Originally Posted by chasm
I agree with all this. But it is also fair to say that Nicklaus's record is all the more impressive when one considers his lack of single-mindedness. Over a 25 year period he placed in the top 3 in almost half the majors that were played. That is pretty extraordinary.
Comparing different generations is fraught with problems, even in sports that have more objectively measurable standards than golf. There's no argument that Usain Bolt is much faster than was Jesse Owens. But Owens was similarly superior to his contemporaries, and it must be at least arguable that had he had the same advantages in terms of nutrition, training, equipment etc. he might have found a way to run under 9.7 or jump over 29 feet. This reinforces your point about Hogan, and probably elevates the claims of even earlier players. Crappy equipment, inferior greens, I'm inclined to believe that some of the very early players must have been highly talented to shoot anything approaching a decent score. Does this mean they played as well as Woods or Nicklaus? Certainly not. Does it mean they may have been as talented, or had similar potential? Perhaps.
As to your first point I would say not really. Because in Nicklaus' era none of the players, with very rare exceptions, had the kind of single-mindedness we see commonly today. OTOH, one could argue that since Jack was really the first guy to play his whole schedule around te majors, was one of the first ones to go ahead of time to major venues to practice and prepare he had an advantage over his contemporaries that top players do not have today.
As to our second point, you are talking about absolute level. In comparing eras I think it is more appropriate to compare level of dominance rather than absolute scores. When people talk about the equipment, ease of traveling, percs, etc. that the current players get, as if that is some kind of advantage vis a vis the players of Jack's era they are really missing the point Jack played with the same equipment as his contemporaries just as Tiger plays with the same equipment as HIS contemporaries.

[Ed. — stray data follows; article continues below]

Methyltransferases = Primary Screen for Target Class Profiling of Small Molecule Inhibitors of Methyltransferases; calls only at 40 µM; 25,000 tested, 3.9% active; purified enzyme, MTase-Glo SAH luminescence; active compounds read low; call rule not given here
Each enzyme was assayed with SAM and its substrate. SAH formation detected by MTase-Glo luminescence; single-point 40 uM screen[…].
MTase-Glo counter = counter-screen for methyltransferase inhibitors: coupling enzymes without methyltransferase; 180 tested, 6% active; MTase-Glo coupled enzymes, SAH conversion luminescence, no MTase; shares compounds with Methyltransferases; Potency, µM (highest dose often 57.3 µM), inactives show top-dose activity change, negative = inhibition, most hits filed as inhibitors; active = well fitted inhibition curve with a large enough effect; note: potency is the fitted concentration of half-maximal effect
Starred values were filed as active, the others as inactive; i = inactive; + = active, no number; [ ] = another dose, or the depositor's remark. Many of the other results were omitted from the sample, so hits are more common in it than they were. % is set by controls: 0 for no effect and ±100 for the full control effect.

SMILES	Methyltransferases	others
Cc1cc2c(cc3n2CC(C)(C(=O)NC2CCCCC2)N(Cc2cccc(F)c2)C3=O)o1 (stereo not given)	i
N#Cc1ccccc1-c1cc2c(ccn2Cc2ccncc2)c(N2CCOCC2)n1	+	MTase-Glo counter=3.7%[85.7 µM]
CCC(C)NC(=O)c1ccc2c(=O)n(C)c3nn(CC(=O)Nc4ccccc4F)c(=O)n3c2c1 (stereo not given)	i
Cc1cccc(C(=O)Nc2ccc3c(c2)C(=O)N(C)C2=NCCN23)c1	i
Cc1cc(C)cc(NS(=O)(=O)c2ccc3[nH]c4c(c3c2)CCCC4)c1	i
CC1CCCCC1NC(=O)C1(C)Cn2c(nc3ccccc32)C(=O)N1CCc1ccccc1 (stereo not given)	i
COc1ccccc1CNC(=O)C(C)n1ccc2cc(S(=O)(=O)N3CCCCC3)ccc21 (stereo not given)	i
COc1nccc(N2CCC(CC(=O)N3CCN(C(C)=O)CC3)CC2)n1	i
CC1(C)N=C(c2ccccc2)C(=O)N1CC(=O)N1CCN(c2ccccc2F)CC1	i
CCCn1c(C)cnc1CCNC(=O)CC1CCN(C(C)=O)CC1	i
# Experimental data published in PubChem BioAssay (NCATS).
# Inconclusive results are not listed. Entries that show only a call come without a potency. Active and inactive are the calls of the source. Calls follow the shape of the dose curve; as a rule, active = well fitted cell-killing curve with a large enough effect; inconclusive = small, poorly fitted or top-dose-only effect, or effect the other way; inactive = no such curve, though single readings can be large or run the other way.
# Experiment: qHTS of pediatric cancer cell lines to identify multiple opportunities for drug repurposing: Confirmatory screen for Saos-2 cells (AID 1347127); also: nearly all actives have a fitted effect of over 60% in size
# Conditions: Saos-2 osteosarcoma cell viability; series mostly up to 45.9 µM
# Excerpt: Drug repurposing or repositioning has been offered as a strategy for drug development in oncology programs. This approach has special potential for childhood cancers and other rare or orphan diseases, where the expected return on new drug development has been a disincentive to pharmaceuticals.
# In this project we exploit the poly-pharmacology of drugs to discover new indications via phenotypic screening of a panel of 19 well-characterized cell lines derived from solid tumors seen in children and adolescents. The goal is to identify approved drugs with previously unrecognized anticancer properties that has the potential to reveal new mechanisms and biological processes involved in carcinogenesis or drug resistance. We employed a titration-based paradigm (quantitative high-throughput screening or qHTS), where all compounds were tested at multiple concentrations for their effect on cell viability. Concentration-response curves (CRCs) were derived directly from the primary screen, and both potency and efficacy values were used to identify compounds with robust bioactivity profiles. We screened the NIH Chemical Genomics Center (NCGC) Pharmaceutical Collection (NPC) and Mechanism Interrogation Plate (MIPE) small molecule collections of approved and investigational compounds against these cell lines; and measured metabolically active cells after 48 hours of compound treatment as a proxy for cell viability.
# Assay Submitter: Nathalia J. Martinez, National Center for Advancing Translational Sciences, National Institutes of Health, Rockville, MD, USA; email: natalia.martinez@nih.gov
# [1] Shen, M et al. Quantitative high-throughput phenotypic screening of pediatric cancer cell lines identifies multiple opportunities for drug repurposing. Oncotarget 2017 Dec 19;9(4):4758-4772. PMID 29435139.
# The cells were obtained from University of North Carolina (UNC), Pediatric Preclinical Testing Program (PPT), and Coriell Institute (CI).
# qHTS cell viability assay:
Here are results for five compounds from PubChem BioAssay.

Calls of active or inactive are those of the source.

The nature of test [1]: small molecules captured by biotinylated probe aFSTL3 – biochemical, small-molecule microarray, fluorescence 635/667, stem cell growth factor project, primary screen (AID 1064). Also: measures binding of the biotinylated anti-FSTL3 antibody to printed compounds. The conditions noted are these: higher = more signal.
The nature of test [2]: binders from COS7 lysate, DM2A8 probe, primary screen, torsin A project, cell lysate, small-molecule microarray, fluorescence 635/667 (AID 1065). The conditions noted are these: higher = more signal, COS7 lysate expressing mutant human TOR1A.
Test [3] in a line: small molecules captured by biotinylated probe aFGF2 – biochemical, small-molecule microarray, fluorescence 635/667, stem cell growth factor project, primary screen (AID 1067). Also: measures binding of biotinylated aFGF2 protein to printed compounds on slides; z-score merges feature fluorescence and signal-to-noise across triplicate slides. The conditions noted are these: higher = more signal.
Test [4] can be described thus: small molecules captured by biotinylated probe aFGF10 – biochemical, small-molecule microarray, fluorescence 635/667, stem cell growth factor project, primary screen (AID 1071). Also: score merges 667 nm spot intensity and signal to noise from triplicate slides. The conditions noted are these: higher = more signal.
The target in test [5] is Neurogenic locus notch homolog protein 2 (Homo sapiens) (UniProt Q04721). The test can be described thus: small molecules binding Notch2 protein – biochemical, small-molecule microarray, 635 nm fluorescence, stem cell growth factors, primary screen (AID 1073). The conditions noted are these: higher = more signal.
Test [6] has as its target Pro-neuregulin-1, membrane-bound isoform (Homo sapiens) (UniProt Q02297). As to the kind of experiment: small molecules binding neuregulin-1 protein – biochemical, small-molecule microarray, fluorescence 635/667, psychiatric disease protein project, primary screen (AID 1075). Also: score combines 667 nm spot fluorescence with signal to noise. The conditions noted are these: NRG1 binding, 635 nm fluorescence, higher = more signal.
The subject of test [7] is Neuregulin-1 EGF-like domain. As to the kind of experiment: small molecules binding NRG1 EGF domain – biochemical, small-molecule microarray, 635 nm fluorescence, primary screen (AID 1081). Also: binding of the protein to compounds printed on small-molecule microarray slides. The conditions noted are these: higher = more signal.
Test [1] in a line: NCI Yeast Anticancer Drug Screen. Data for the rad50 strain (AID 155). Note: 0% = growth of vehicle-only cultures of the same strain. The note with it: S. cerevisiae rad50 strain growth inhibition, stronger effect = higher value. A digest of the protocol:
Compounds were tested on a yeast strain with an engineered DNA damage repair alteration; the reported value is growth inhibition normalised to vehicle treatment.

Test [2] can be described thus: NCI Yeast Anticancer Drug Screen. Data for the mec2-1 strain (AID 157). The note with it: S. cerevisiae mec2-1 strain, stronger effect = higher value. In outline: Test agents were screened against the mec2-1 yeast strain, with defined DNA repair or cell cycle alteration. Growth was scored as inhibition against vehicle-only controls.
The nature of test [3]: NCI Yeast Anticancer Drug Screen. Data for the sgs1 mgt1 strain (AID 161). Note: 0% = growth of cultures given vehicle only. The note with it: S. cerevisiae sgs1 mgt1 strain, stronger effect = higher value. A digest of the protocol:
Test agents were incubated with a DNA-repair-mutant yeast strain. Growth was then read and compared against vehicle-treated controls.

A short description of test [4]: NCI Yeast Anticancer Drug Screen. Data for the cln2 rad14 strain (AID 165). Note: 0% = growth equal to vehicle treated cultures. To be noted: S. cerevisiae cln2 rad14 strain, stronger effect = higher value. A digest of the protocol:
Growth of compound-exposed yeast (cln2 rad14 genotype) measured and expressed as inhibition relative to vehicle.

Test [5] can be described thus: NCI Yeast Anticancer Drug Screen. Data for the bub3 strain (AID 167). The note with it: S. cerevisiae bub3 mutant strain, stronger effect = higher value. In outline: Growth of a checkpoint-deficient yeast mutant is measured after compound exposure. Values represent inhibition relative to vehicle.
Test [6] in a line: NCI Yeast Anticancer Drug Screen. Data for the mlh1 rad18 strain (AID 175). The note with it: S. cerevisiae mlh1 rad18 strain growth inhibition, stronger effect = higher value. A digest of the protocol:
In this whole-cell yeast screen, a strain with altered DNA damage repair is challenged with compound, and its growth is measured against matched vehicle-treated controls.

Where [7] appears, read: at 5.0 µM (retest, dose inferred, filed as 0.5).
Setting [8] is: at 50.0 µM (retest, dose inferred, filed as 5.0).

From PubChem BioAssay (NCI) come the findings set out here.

Equipment: According to Jack, the improvements in equipment, while maybe lowering lower scores in general, actually hurts the ability of the top players to separate themselves.
Travel: Jack was one of the few players in his era who could afford to fly to events regularly - even had his own plane. That seems like no big deal because all the players fly now, but if you read a book like Pro: Frank Beard on the Pro Tour which recounts the day to day year-long experience of a fairly high level player (won the money title the year of the book) in the heart of Jack's career, you will see what a slog even a top level guy went through in driving to events, staying in cheap motels, etc.
So these factors actually were an advantage to Jack in helping enable him to beat his competitors. But even with these advantages, Nicklaus was never as dominant as Tiger. Rank their years from best to worst and compare them side by side and there is no comparison From 1999 to 2008 there were only 2 years, '98 and '04, the swing change years, when Tiger was not clearly the best player in the world. In Jack's 25 years there are surprisingly few years in which he was clearly the best player in the world. He was always in the top 3 or so, bu not really #1 all that often.